For an extraordinary fifty-seven-year period, the chief executives of the International Business Machines Corporation were Thomas J. Watson and Thomas J. Watson, father and son. IBM bears the imprint of both men their ambitions and their strengths but it also bears the consequences of a family that was in near-constant conflict.
Eminent historian Richard S. Tedlow explores the interplay between the personalities of these two extraordinary men and the firm they created. Both Watsons had deeply held beliefs about what a corporation is and should be. These ideas helped make "Big Blue" the bluest of blue-chip stocks during their tenure. These very ideals, however, also sowed the seeds for IBM's disasters in the late 1980s and early 1990s, when the company had lost sight of the original meaning behind many of the practices each man put into place.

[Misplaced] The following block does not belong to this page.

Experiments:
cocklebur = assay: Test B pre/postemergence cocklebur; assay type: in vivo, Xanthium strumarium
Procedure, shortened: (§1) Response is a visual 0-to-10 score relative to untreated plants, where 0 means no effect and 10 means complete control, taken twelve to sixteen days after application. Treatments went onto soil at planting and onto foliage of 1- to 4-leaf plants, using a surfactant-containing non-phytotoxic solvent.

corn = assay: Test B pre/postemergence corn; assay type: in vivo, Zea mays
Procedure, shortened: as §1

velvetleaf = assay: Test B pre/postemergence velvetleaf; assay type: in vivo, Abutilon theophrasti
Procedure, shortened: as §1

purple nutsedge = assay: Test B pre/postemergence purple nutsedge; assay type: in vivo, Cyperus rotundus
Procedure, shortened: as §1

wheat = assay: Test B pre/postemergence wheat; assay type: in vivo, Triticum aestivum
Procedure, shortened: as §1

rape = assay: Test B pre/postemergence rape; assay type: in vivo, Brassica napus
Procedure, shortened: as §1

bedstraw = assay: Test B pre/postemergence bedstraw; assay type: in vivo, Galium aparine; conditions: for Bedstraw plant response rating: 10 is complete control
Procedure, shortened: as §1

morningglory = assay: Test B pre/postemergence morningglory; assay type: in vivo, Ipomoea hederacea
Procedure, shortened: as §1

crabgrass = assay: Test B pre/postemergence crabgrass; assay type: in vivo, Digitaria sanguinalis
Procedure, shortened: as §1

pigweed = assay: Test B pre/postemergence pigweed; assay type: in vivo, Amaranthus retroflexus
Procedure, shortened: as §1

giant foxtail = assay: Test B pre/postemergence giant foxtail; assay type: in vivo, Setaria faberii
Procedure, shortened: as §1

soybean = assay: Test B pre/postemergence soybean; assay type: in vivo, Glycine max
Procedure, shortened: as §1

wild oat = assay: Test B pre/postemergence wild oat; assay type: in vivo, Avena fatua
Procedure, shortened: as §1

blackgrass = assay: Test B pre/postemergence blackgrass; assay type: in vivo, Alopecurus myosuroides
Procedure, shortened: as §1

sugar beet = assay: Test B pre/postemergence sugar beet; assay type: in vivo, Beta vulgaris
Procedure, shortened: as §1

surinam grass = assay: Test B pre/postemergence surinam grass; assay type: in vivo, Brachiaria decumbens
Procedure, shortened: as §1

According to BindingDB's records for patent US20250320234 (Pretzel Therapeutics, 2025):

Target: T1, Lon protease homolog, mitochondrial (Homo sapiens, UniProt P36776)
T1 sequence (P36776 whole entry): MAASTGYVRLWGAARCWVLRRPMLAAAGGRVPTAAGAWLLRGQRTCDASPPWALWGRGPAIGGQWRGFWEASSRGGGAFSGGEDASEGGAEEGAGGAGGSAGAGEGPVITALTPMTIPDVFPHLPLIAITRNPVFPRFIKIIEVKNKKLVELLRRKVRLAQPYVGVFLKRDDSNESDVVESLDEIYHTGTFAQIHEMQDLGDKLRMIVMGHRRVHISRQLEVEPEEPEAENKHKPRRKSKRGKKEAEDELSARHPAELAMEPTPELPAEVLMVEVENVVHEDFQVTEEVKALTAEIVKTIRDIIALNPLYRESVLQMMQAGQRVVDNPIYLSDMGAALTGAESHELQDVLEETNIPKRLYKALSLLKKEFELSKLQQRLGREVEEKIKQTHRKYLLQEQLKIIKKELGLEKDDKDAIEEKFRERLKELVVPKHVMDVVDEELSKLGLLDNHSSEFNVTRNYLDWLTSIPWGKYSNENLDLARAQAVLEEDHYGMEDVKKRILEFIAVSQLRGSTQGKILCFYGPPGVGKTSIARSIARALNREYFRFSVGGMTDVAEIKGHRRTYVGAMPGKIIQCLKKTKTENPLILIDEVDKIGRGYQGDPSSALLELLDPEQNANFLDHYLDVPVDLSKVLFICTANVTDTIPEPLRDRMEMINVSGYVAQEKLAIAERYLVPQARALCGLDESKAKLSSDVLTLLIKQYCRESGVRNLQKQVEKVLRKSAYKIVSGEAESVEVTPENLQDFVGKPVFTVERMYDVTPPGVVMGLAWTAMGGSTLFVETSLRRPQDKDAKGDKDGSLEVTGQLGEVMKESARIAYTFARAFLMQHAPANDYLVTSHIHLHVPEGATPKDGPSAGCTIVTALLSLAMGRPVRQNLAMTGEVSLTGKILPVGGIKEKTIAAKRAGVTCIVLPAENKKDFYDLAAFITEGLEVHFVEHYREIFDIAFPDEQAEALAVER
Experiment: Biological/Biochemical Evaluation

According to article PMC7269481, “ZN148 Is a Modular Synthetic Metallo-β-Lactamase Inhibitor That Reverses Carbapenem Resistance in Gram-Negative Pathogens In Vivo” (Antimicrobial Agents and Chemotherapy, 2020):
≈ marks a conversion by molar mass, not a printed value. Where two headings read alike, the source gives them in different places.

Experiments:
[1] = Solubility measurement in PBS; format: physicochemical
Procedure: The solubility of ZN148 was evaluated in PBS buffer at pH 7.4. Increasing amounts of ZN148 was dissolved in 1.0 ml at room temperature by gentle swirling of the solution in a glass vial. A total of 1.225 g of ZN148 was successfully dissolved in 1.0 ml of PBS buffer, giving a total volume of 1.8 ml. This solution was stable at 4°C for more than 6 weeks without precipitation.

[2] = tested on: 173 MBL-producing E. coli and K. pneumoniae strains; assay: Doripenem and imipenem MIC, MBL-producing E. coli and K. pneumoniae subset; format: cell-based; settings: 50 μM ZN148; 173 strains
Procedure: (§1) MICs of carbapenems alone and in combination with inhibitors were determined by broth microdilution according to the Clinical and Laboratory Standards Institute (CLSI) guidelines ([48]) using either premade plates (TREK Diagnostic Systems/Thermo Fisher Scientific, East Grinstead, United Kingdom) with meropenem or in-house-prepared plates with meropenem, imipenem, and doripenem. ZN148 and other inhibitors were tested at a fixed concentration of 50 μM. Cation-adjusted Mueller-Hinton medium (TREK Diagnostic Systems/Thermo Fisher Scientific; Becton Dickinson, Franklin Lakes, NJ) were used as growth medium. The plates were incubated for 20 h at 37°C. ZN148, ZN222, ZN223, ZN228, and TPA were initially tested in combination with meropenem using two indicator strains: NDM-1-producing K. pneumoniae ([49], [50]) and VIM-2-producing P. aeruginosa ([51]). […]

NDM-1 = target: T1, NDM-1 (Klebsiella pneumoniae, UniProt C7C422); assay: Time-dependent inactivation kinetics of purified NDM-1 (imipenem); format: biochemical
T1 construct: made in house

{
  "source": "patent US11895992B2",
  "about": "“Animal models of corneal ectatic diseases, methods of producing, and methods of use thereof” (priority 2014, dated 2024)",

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About the Author
Richard S. Tedlow is the Class of 1949 Professor of Business Administration at the Harvard Business School, where he is a specialist in the history of business. He is the author of Giants of Enterprise: Seven Business Innovators and the Empires They Built. In addition to his teaching and research, Professor Tedlow has consulted and taught both marketing and business history to a variety of companies and organizations.